that the antics of the weather men, dashing around to observe it invoked the time
worn comment of some Eskimo wag "Ikki too nonnee" which being literally
translated means "where the L is the fire". The wit was more accurate than
intended as shortly afterward all that was left standing of the living quarters
was the bathtub, and it was teetering dangerously, but the never say die spirit
of the DOT shineth through all adversity.

Another Clyde River resident Sydney Steinhor when queried on the disaster
spoke the following "Luckily the ration shed and kitchen were saved along with the
radio room. It can now be reliably reported that there is no truth in the rumour that
the food is so bad here that even the flames wouldn't touch it".

Says Vic Lundin R/S of the catastrophe "Too bad about the house, I'll sure miss
the bathtub, now there are twelve of us and we'll have to draw lots to see who's
going to use the OIC's tub next, and nobody wants to be first because whoever's
first has to use the blowtorch to thaw out the pipes. Bathtubs are sure
convenient things to have around''.

Radio Op. Junior Haggerty quotes "The transmitter (AT3) weighing 630 lbs
survived the shock of being tossed out the window, a tribute to the makers of the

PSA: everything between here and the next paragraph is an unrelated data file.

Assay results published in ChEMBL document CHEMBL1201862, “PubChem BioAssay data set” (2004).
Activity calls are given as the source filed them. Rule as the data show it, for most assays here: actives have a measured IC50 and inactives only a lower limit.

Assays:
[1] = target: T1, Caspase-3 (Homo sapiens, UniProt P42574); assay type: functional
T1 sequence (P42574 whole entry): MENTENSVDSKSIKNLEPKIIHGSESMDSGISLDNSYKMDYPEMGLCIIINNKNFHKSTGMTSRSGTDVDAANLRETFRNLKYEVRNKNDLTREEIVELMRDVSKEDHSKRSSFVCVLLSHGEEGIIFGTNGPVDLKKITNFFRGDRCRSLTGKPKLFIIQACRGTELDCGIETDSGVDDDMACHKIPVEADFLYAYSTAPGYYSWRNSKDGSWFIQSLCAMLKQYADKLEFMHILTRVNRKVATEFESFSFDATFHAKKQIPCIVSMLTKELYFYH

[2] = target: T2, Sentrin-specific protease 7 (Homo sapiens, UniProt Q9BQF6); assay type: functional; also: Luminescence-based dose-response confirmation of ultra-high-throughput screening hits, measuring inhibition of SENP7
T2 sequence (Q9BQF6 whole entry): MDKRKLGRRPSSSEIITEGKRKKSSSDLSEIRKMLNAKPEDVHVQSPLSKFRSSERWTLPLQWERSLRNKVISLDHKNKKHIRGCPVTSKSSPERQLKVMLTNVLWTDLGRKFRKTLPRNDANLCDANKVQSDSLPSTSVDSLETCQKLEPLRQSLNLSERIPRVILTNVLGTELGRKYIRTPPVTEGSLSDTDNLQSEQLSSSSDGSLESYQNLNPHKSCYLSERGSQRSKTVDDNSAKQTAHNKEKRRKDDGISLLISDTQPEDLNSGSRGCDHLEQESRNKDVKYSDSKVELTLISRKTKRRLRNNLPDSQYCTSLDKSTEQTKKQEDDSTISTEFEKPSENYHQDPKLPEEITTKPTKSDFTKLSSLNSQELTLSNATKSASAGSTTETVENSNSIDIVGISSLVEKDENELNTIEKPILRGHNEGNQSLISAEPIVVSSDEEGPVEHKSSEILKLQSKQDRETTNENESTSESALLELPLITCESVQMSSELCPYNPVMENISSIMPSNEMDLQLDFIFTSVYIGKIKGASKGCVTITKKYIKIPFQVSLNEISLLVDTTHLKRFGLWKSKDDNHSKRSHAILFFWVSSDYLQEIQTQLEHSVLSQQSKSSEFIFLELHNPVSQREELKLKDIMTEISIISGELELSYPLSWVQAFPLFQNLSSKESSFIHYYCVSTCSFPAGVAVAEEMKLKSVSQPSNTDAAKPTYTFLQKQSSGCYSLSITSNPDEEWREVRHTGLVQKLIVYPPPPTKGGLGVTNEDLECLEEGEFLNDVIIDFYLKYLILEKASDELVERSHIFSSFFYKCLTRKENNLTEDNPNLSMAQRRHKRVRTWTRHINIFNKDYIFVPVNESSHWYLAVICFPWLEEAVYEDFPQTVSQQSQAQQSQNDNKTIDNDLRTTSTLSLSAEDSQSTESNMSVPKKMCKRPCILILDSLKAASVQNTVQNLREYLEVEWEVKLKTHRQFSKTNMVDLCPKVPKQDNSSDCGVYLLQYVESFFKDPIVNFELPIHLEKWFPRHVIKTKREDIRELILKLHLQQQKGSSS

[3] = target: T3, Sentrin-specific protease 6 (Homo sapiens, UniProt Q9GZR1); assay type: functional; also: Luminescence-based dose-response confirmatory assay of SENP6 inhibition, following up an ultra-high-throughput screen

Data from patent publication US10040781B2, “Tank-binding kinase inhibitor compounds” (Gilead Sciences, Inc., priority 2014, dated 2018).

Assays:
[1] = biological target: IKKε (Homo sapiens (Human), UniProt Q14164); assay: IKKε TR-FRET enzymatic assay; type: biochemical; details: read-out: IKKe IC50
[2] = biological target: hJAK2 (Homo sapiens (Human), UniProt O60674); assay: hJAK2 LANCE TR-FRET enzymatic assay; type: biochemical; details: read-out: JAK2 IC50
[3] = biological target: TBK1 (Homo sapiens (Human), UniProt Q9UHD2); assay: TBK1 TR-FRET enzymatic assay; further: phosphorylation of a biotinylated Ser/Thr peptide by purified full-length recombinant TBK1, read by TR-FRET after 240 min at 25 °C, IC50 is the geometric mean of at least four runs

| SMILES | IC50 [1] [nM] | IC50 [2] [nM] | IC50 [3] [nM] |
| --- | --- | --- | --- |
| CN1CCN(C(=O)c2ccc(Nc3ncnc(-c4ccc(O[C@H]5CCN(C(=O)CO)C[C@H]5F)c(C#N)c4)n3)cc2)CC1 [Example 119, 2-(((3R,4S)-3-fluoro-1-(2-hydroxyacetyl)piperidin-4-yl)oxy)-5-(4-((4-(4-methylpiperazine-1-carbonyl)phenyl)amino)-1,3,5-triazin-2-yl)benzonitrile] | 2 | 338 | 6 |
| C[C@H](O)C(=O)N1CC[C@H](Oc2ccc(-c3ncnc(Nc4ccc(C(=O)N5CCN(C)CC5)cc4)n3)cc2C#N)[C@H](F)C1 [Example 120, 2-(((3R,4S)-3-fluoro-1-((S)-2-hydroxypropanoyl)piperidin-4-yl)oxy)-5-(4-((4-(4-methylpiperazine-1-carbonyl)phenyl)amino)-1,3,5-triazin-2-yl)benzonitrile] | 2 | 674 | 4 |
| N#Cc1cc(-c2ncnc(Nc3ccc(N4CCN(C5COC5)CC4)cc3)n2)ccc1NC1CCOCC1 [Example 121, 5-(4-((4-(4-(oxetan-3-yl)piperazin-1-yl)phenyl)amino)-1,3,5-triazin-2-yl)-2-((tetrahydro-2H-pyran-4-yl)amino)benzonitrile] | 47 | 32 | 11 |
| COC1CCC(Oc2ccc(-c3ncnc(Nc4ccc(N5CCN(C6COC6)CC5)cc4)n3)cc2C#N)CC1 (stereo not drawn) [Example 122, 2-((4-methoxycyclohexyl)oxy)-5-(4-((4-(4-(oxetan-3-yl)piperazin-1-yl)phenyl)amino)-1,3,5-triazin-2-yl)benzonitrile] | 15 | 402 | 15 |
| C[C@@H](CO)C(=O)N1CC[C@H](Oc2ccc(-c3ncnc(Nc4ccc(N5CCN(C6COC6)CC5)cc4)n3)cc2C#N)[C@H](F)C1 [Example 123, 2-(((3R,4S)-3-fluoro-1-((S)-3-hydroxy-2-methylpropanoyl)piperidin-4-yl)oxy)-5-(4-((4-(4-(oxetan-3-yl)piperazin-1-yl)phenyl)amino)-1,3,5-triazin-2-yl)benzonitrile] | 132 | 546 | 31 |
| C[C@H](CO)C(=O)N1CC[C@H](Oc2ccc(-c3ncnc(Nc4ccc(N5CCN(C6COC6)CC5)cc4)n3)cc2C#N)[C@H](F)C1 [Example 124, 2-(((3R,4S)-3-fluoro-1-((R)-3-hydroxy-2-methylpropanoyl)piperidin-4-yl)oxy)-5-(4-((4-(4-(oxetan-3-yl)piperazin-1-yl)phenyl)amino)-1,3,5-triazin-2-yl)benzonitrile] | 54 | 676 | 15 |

bailing wire by which it was held together".

Jerry Wood R/S reports, "I guess for many years to come, the Eskies will
continue to whisper in awed tones of seeing the white man hurrying, actually
hurrying in broad daylight, a phenomena equalled only by Haley's Comet or a
seven horse parley''.

OIC Mike Morgan says, "When they were passing the radios and equipment out the
office window to us, WHO, put the can of spam in my hand?"

Operations are now back to normal and grateful acknowledgement is extended to
the Head Office and the R. C. A. F for their prompt action regarding our needs, at a
most trying time.

Sincere thanks and appreciation is also extended to Len Brown,

Manager of the H.B.C. for the many courtesies he extended us during and after
the fire.

In closing, I would like to say that the three Americans posted here, helped

us wonderfully during and after the fire.

Mike Morgan